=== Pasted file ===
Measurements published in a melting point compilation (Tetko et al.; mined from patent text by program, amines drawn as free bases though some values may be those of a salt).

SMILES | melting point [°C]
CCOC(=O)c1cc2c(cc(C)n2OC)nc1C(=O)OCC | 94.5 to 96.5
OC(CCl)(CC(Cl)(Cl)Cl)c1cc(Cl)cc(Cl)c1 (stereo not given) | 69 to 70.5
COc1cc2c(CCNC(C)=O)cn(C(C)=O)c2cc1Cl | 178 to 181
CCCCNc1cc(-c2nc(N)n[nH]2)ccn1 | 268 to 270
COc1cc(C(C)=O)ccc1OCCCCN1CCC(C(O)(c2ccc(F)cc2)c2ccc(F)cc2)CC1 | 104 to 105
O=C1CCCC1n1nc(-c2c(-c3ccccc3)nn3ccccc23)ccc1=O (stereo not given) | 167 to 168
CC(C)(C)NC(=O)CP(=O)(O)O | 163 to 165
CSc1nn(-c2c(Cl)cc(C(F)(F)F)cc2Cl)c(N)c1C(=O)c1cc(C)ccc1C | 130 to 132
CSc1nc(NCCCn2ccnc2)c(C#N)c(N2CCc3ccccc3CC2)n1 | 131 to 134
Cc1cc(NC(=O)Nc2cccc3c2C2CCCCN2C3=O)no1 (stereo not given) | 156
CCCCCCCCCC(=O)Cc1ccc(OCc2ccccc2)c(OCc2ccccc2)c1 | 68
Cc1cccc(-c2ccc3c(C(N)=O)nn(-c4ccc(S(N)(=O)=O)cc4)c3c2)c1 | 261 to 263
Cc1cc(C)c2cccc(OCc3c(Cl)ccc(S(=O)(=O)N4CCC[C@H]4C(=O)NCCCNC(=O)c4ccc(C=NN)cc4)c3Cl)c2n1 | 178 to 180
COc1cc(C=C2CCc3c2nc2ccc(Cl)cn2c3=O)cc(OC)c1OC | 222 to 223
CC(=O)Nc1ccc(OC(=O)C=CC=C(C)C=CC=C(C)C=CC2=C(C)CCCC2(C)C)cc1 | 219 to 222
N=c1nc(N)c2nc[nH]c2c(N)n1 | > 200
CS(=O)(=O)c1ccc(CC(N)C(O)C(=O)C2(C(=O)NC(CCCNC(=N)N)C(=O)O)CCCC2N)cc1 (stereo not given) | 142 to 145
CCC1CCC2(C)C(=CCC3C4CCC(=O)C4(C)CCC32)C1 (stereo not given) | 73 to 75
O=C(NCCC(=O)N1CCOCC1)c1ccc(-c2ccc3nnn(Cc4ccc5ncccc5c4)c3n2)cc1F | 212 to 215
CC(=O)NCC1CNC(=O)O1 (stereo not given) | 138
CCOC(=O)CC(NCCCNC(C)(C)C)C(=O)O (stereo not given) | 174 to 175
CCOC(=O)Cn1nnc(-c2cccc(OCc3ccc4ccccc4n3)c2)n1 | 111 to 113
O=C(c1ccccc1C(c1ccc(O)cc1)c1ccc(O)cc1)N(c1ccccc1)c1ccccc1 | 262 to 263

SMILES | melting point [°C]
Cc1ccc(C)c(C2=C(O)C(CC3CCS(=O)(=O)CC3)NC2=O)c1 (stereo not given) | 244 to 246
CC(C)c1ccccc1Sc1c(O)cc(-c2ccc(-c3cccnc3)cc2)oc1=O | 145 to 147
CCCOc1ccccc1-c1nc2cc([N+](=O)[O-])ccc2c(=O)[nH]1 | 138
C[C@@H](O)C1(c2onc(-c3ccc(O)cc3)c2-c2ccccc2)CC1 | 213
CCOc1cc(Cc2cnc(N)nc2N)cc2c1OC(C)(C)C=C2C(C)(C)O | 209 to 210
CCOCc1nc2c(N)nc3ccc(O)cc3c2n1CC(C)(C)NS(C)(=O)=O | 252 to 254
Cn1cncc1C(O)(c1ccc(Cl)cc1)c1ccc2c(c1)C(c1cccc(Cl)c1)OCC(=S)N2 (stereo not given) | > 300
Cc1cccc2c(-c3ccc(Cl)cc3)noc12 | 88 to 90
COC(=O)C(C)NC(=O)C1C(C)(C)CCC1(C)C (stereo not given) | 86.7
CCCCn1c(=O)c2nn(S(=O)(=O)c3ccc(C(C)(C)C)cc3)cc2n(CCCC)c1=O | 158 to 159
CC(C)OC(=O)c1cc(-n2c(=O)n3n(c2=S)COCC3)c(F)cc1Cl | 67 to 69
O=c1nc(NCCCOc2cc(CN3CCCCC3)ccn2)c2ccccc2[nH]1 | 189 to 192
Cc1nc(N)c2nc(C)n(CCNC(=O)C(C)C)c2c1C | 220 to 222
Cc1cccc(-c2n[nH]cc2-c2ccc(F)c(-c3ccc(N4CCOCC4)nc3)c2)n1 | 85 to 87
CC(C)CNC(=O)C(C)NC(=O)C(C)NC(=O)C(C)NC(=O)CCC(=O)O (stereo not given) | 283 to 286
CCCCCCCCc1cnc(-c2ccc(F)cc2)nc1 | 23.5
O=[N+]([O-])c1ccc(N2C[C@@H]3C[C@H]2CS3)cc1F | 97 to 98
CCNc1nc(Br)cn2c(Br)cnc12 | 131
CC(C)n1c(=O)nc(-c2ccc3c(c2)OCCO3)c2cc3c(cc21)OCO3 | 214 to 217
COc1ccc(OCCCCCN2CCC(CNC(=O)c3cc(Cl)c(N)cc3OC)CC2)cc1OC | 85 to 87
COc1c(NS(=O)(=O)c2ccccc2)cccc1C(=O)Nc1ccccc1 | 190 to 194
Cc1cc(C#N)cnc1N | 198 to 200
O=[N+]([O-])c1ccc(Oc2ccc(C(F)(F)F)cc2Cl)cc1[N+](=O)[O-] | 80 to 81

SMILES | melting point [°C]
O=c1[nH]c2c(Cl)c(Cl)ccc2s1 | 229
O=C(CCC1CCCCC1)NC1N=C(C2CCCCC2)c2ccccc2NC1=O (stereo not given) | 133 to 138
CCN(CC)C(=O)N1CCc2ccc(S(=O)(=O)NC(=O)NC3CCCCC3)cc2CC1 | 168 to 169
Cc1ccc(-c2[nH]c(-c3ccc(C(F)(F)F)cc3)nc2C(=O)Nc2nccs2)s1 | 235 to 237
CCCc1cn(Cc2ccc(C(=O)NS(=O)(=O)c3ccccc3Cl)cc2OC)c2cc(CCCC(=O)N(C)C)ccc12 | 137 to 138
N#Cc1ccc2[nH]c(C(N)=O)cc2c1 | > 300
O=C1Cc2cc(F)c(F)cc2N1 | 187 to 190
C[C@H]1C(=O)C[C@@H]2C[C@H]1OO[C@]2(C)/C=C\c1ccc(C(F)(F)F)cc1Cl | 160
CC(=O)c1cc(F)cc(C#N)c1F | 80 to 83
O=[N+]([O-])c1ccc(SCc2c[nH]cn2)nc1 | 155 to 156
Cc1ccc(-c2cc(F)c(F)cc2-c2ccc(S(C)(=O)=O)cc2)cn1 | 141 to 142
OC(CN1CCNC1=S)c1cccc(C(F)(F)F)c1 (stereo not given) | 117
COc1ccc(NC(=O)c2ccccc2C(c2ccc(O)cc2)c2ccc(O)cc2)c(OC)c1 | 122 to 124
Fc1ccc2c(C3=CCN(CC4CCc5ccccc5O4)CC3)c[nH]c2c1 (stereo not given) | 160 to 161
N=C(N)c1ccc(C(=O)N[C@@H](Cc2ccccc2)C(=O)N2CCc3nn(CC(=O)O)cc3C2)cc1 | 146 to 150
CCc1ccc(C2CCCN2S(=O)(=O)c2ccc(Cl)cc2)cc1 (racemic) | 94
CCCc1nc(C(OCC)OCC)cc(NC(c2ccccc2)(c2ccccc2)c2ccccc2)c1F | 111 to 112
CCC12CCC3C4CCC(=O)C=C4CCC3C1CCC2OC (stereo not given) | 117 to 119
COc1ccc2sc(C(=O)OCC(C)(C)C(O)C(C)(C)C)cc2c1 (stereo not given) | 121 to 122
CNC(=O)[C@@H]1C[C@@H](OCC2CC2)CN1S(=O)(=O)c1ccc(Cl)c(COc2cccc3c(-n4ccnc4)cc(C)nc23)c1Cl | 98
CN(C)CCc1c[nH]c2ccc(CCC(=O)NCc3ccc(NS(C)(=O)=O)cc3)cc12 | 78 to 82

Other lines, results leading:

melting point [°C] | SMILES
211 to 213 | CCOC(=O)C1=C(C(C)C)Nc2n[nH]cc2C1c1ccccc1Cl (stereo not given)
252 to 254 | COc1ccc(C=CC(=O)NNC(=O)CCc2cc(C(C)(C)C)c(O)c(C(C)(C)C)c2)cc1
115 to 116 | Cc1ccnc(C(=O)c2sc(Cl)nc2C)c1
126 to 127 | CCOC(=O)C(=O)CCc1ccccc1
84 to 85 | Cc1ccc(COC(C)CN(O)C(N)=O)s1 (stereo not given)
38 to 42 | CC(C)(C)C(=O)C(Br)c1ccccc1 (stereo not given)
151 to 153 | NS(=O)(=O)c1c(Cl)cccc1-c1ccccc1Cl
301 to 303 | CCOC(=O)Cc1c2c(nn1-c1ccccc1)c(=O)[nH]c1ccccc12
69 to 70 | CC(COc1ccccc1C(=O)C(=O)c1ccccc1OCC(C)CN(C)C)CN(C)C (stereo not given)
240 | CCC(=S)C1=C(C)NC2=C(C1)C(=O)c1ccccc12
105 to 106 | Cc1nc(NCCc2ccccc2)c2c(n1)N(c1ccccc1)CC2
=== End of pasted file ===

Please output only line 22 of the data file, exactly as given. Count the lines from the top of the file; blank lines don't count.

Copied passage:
CC(=O)NCC1CNC(=O)O1 (stereo not given) | 138